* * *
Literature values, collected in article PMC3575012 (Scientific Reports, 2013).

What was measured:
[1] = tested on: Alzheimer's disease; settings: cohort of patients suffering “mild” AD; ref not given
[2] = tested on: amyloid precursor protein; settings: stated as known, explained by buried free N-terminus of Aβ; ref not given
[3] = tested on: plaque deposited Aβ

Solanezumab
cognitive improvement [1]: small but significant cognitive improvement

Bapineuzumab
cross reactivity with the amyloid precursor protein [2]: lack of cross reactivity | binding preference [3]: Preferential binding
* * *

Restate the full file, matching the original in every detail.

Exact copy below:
Literature values, collected in article PMC3575012 (Scientific Reports, 2013).

What was measured:
[1] = tested on: Alzheimer's disease; settings: cohort of patients suffering “mild” AD; ref not given
[2] = tested on: amyloid precursor protein; settings: stated as known, explained by buried free N-terminus of Aβ; ref not given
[3] = tested on: plaque deposited Aβ

Solanezumab
cognitive improvement [1]: small but significant cognitive improvement

Bapineuzumab
cross reactivity with the amyloid precursor protein [2]: lack of cross reactivity | binding preference [3]: Preferential binding